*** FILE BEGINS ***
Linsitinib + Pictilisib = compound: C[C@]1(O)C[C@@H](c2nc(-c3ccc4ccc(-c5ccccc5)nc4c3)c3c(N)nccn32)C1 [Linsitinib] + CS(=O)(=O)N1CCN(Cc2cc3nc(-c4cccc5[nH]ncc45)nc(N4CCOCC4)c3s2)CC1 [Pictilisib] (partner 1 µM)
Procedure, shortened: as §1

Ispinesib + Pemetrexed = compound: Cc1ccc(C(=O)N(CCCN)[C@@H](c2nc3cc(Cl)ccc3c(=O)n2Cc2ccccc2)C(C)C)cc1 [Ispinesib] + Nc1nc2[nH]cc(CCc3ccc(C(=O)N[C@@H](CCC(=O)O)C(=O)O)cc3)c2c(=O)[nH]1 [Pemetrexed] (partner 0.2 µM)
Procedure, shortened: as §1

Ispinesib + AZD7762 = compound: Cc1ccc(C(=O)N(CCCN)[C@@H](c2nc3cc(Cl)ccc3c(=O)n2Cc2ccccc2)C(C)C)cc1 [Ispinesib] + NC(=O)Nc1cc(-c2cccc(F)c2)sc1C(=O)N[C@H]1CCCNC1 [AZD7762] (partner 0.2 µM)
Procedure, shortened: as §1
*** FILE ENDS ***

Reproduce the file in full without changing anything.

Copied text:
Linsitinib + Pictilisib = compound: C[C@]1(O)C[C@@H](c2nc(-c3ccc4ccc(-c5ccccc5)nc4c3)c3c(N)nccn32)C1 [Linsitinib] + CS(=O)(=O)N1CCN(Cc2cc3nc(-c4cccc5[nH]ncc45)nc(N4CCOCC4)c3s2)CC1 [Pictilisib] (partner 1 µM)
Procedure, shortened: as §1

Ispinesib + Pemetrexed = compound: Cc1ccc(C(=O)N(CCCN)[C@@H](c2nc3cc(Cl)ccc3c(=O)n2Cc2ccccc2)C(C)C)cc1 [Ispinesib] + Nc1nc2[nH]cc(CCc3ccc(C(=O)N[C@@H](CCC(=O)O)C(=O)O)cc3)c2c(=O)[nH]1 [Pemetrexed] (partner 0.2 µM)
Procedure, shortened: as §1

Ispinesib + AZD7762 = compound: Cc1ccc(C(=O)N(CCCN)[C@@H](c2nc3cc(Cl)ccc3c(=O)n2Cc2ccccc2)C(C)C)cc1 [Ispinesib] + NC(=O)Nc1cc(-c2cccc(F)c2)sc1C(=O)N[C@H]1CCCNC1 [AZD7762] (partner 0.2 µM)
Procedure, shortened: as §1